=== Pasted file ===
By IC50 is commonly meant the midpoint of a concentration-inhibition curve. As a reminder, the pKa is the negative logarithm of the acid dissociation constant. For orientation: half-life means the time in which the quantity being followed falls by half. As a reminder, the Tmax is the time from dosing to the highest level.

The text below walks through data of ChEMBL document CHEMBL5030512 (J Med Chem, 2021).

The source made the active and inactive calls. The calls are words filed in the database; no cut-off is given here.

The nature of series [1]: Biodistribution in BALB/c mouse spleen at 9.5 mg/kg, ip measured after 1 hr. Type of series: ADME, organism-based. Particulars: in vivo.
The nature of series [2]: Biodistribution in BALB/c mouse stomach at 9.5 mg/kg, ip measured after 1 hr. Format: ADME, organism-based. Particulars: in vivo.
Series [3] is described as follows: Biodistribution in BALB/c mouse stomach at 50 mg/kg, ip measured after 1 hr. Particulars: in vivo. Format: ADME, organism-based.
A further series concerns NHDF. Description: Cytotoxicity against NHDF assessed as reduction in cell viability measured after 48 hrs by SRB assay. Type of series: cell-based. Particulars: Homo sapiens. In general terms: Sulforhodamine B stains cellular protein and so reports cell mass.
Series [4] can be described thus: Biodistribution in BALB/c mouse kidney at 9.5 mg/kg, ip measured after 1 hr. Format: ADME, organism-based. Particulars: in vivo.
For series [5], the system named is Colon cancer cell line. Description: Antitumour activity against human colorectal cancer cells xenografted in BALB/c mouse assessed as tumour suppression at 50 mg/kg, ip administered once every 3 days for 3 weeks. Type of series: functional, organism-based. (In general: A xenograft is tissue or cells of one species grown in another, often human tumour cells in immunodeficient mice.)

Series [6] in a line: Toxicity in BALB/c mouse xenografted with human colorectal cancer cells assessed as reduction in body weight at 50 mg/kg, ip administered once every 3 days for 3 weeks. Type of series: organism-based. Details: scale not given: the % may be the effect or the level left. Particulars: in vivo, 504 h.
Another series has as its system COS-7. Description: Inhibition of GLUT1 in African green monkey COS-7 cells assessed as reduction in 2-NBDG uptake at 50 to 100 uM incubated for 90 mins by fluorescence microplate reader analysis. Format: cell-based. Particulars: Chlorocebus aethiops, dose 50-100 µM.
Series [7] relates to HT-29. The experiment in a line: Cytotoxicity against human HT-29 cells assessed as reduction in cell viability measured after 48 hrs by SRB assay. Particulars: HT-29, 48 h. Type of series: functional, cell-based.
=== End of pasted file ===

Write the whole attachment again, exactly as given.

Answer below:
By IC50 is commonly meant the midpoint of a concentration-inhibition curve. As a reminder, the pKa is the negative logarithm of the acid dissociation constant. For orientation: half-life means the time in which the quantity being followed falls by half. As a reminder, the Tmax is the time from dosing to the highest level.

The text below walks through data of ChEMBL document CHEMBL5030512 (J Med Chem, 2021).

The source made the active and inactive calls. The calls are words filed in the database; no cut-off is given here.

The nature of series [1]: Biodistribution in BALB/c mouse spleen at 9.5 mg/kg, ip measured after 1 hr. Type of series: ADME, organism-based. Particulars: in vivo.
The nature of series [2]: Biodistribution in BALB/c mouse stomach at 9.5 mg/kg, ip measured after 1 hr. Format: ADME, organism-based. Particulars: in vivo.
Series [3] is described as follows: Biodistribution in BALB/c mouse stomach at 50 mg/kg, ip measured after 1 hr. Particulars: in vivo. Format: ADME, organism-based.
A further series concerns NHDF. Description: Cytotoxicity against NHDF assessed as reduction in cell viability measured after 48 hrs by SRB assay. Type of series: cell-based. Particulars: Homo sapiens. In general terms: Sulforhodamine B stains cellular protein and so reports cell mass.
Series [4] can be described thus: Biodistribution in BALB/c mouse kidney at 9.5 mg/kg, ip measured after 1 hr. Format: ADME, organism-based. Particulars: in vivo.
For series [5], the system named is Colon cancer cell line. Description: Antitumour activity against human colorectal cancer cells xenografted in BALB/c mouse assessed as tumour suppression at 50 mg/kg, ip administered once every 3 days for 3 weeks. Type of series: functional, organism-based. (In general: A xenograft is tissue or cells of one species grown in another, often human tumour cells in immunodeficient mice.)

Series [6] in a line: Toxicity in BALB/c mouse xenografted with human colorectal cancer cells assessed as reduction in body weight at 50 mg/kg, ip administered once every 3 days for 3 weeks. Type of series: organism-based. Details: scale not given: the % may be the effect or the level left. Particulars: in vivo, 504 h.
Another series has as its system COS-7. Description: Inhibition of GLUT1 in African green monkey COS-7 cells assessed as reduction in 2-NBDG uptake at 50 to 100 uM incubated for 90 mins by fluorescence microplate reader analysis. Format: cell-based. Particulars: Chlorocebus aethiops, dose 50-100 µM.
Series [7] relates to HT-29. The experiment in a line: Cytotoxicity against human HT-29 cells assessed as reduction in cell viability measured after 48 hrs by SRB assay. Particulars: HT-29, 48 h. Type of series: functional, cell-based.